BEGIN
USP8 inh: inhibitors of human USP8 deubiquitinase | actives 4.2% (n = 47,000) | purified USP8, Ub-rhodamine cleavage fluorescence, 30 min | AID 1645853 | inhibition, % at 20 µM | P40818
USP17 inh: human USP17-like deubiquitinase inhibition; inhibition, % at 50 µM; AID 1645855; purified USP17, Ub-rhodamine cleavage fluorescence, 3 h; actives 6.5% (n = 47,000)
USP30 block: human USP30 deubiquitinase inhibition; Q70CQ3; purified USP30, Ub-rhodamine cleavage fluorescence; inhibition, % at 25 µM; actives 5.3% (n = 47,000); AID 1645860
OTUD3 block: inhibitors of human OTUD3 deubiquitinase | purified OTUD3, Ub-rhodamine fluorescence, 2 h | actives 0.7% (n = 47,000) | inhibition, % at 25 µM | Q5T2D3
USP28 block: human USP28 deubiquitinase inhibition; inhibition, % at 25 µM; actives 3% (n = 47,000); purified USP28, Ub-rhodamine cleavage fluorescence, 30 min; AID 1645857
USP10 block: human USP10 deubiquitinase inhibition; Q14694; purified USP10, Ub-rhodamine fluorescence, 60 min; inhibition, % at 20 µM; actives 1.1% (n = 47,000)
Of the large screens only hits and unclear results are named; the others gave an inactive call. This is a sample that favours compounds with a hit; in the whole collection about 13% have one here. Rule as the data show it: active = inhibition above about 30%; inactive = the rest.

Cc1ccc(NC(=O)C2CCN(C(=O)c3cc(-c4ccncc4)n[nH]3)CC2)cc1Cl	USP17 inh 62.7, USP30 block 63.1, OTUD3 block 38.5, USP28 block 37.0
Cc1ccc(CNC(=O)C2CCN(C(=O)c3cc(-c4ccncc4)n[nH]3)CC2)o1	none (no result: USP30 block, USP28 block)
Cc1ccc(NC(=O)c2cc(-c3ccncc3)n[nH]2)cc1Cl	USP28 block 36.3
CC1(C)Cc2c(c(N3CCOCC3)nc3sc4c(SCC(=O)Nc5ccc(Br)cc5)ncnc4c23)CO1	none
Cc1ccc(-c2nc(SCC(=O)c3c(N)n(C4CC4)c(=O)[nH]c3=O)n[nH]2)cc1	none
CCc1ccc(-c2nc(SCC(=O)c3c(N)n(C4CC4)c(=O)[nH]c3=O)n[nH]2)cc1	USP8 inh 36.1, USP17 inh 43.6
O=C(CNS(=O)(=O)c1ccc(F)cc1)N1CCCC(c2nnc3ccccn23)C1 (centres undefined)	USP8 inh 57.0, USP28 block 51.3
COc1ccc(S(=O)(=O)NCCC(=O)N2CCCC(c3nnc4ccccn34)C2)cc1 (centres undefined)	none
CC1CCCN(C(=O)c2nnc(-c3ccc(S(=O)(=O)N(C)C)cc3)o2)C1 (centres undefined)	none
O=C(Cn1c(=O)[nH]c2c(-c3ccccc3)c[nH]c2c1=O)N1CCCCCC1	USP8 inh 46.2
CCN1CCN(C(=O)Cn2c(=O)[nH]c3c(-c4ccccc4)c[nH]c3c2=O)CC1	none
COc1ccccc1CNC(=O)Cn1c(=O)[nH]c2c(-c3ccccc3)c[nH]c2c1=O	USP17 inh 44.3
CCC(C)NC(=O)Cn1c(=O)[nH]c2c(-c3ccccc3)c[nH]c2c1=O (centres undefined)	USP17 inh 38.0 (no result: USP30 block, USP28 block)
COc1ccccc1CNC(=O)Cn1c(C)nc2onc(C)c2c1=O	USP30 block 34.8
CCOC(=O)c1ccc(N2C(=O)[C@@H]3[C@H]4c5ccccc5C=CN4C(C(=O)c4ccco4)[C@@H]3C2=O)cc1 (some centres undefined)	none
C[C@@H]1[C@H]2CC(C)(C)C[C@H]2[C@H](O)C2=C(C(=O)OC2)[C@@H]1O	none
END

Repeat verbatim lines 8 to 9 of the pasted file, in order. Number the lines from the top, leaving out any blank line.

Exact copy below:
Cc1ccc(NC(=O)C2CCN(C(=O)c3cc(-c4ccncc4)n[nH]3)CC2)cc1Cl	USP17 inh 62.7, USP30 block 63.1, OTUD3 block 38.5, USP28 block 37.0
Cc1ccc(CNC(=O)C2CCN(C(=O)c3cc(-c4ccncc4)n[nH]3)CC2)o1	none (no result: USP30 block, USP28 block)